When I first moved to Napa, I was not particularly a fan of most Sauvignon Blancs that I came in contact with (unpopular opinion I know). I love the acidity of the grape, but the green and grapefruit flavors were too strong for my taste. However, I think it’s important to try new wines even if I am hesitant about the varietal. This philosophy paid off, and I was able to discover a whole new style of Sauvignon Blanc that I grew to love. Here are three SB’s that changed the white wine game for me.
Lillie – Larkmead Vineyards
Larkmead Vineyards was the first California producer to introduce me to this less-common style of Sauvignon Blanc. Their Sauvignon Blanc is called Lillie and prior to trying it, I had only experienced SB that was highly acidic, really green (think flavors of green grass and green bell pepper) and citrusy. This is traditionally the flavor profile that most Napa Valley producers lean toward, as do those from the Marlborough, New Zealand region. This style is very popular and prevalent, but for whatever reason it’s not the style that I personally prefer. For me, I prefer white wines that are more floral, round on the palate and have notes of stone fruit and honey instead of green apple, grapefruit and grass (probably why I like Chardonnay so much).
The Lillie is delicious. Light-bodied while still structured enough to hold up to rich dishes, this wine resembles more of the Bordeaux style of whites than the Marlborough. If you gravitate toward Chardonnay or Chenin Blanc, I highly recommend this wine. Larkmead even calls it a “Sauvignon Blanc that acts as a Chardonnay.” It has the same beautiful roundness as a Chard, but retains the classic SB acidity and balance, and just the right amount of those citrus fruit flavors without being overbearing. Quantity is limited and is only offered on an allocated basis or for purchase at the winery.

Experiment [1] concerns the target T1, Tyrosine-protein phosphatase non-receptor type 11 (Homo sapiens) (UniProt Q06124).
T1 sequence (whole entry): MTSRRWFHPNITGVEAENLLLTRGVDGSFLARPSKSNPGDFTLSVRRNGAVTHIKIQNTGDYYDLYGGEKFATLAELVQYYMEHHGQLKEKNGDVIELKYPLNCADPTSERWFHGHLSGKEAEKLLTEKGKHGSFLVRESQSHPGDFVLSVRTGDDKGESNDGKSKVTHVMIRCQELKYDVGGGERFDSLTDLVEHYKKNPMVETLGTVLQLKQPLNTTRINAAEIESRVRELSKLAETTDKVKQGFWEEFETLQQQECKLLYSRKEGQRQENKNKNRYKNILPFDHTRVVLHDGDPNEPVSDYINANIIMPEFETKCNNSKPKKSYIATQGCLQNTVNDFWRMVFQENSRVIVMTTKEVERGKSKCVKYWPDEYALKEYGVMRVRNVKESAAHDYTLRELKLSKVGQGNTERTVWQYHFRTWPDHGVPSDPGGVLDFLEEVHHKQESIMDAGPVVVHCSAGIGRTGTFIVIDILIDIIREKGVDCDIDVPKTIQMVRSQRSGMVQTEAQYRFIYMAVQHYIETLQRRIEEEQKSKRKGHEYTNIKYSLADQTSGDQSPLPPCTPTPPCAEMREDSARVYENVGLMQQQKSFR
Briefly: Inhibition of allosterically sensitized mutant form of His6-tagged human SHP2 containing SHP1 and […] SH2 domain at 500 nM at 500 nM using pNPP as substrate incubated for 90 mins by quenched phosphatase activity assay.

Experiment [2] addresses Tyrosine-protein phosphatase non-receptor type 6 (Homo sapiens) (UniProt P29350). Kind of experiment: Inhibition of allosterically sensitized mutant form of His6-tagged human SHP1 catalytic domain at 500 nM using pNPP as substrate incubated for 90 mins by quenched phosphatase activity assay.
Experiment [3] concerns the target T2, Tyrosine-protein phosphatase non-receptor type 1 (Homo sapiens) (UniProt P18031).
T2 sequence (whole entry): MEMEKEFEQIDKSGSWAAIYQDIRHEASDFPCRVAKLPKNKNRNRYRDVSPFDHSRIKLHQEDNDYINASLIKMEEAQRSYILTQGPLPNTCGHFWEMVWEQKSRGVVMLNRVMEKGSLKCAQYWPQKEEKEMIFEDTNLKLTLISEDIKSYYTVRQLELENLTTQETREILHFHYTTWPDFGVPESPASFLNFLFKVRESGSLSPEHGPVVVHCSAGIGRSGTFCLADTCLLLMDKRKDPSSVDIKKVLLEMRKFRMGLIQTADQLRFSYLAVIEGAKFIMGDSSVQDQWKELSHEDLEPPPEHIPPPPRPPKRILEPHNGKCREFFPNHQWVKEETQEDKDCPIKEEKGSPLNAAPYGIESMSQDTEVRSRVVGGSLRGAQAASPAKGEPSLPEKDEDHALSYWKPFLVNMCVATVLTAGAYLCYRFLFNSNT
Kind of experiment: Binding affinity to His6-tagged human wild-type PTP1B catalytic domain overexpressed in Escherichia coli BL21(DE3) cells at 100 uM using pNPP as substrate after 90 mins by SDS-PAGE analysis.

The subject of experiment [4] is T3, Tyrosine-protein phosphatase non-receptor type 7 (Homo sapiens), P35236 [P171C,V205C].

Illumination – Quintessa
Illumination truly lives up to its name. Crafted by winemaker Rebekah Wineburg, Illumination is the only white wine that Quintessa produces, and might be the only one that they need. Made predominantly from the Sauvignon Blanc Musqué clone, this wine is bright, light and truly well-balanced. The majority of the fruit comes from the Quintessa Napa Valley estate, yielding the perfect counterpart to the Quintessa Estate Red Wine.
I first tasted this wine at my UC Davis Viticulture and Enology alumni event back in December, where we tasted wines produced by fellow alumni. It was actually the third wine after a Napa Cabernet and Sierra Foothills GSM, and it held up beautifully against those two big reds. Not to mention, the label art is truly stunning and will impress any dinner party crowd. This wine is truly age-worthy and worthy of its cult following.
Knights Bridge Fairview and Pont de Chevalier Sauvignon Blancs
These two estate SB’s from the Knights Bridge Estate Vineyards in Knights Valley are both beautiful expressions of age-worthy Sauvignon Blancs. During my tasting at the winery earlier this spring, winemaker Derek Baljeu poured us the Fairview when overlooking that very vineyard on our estate tour. The wine is crisp, light and delicate, with the perfect balance of both fruity and floral flavors. I loved the wine so much that I bought both the 2018 and 2019 vintages to compare at home. When I shared these wines with friends later, everyone (a group of varying taste preferences) was equally as impressed and enamored with both bottles. This is definitely a wine you can use to convert someone who typically steers clear of Sauvignon Blancs.
All three of these wines have inspired me to discover more bold, age-worthy Sauvignon Blancs, and to be more open-minded when it comes trying Sauvignon Blanc in general. Fortunately, this style of white winemaking is growing in popularity in Napa and Sonoma, and I can’t wait to see what other producers bring to the market.